For anyone with microtransactions in their games - Lifepack is a great new charity idea: “Video game partners integrate LifePack-badged microtransactions into game play, directly raising funds for the purchase and distribution of RUTF - a lifesaving medicinal food that can bring severely malnourished children back from the brink of death in a matter of weeks.” Their partner, Action Against Hunger, has a great CharityNavigator rating, and Spongebob: Krusty Cook-Off already added a LifePack item, so reach out if you think you can also help.
An update on the ‘eShop discount if players bought your other games’ discount tactic I discussed in the last newsletter. A friend of the newsletter tells me he believes that this was how Nintendo solved for Qubic’s previous eShop shenanigans: “If a Switch game makes a sale with an ‘owner discount’ active, it doesn't count towards the sale number at all.” So if you want to be in the charts with your game, please bear that in mind.
Microlinks: a bit more on how PlayStation Studios is positioning Sony’s first-party games for success; Amazon Prime Day is June 21st/22nd (days!) and will include Battlefield 4 for free, plus a bunch more deals/free games; outside of games, how ‘virtual kitchens’ are solving for delivery app discovery issues - by becoming “a food factory with maximum output”.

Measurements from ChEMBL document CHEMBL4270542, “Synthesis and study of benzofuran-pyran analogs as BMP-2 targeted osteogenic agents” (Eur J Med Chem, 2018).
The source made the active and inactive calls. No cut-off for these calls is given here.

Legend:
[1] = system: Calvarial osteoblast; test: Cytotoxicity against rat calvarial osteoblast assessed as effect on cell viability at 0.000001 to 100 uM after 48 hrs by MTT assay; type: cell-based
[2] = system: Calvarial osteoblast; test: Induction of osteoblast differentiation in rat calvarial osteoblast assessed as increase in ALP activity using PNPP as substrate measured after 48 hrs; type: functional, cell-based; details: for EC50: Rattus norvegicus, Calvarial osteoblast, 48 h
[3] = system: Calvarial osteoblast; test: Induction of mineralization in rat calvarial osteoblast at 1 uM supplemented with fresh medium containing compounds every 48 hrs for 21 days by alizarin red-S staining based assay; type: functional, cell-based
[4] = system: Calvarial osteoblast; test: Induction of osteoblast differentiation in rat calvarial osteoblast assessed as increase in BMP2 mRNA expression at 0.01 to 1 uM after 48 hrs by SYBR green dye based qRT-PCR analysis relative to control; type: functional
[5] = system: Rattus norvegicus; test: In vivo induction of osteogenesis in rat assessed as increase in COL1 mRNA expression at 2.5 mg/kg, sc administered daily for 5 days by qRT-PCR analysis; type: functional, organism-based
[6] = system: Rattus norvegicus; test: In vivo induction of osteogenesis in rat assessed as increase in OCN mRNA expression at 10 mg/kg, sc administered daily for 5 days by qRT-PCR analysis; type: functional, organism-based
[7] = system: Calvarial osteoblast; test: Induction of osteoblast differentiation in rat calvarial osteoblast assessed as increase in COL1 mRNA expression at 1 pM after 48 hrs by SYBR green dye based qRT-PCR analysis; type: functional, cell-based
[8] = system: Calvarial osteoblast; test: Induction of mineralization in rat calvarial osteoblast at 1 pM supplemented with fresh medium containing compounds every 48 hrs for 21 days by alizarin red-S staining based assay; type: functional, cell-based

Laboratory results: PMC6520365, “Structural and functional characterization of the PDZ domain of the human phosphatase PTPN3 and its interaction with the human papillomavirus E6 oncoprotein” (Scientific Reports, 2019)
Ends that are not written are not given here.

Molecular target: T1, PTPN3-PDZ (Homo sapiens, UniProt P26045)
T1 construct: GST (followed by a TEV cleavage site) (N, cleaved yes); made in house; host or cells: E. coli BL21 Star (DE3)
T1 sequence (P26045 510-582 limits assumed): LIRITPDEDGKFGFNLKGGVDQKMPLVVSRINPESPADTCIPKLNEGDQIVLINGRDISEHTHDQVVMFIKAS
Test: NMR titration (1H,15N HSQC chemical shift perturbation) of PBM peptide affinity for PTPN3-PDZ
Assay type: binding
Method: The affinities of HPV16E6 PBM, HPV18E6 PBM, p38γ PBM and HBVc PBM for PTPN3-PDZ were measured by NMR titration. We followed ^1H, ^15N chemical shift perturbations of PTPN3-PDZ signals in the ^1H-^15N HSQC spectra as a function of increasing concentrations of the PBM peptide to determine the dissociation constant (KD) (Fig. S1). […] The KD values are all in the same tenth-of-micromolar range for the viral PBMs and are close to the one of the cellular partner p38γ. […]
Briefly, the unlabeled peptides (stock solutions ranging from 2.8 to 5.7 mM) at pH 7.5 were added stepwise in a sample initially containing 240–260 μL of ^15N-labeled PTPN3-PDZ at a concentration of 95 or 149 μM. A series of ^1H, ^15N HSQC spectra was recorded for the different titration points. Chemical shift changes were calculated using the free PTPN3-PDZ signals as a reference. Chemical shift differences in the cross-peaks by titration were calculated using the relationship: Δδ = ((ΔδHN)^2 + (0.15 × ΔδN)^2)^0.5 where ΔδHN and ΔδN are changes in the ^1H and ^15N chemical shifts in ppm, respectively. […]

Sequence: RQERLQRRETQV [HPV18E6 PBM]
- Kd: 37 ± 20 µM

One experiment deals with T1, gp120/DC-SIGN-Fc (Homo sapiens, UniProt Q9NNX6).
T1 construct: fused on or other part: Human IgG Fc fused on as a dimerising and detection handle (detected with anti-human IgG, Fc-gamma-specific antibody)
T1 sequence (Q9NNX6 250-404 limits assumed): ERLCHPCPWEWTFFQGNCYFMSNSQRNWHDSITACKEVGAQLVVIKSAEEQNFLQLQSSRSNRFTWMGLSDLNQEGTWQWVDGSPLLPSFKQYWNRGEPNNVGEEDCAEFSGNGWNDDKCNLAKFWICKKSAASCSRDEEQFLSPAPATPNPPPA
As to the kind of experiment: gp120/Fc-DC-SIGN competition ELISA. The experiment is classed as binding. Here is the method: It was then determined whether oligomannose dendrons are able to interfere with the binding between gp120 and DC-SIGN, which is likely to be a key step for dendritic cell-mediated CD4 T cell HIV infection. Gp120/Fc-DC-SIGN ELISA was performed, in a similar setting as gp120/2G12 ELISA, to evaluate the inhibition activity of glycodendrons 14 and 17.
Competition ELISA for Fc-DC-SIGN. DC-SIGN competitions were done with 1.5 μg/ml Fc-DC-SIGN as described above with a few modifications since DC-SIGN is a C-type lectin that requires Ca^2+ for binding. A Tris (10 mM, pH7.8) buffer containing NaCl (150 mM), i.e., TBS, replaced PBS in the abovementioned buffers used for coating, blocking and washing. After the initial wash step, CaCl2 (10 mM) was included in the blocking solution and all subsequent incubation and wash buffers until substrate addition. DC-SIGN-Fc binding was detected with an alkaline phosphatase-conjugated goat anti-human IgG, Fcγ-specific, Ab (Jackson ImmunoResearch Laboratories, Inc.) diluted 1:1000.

Finally, if you’re wondering why there’s a bit of an investment frenzy around video games, we found an Axios piece with related diagram (citing PwC research) which helps explain things:
The story of paid media over the next few years will be the story of the rise of games, then? With so many ‘born digital’ players who are spending time on Roblox and Minecraft and will graduate to other games, we wouldn’t bet against it.
[We’re GameDiscoverCo, a new agency based around one simple issue: how do players find, buy and enjoy your premium PC or console game? You can subscribe to GameDiscoverCo Plus to get access to exclusive newsletters, interactive daily rankings of every unreleased Steam game, and lots more besides.]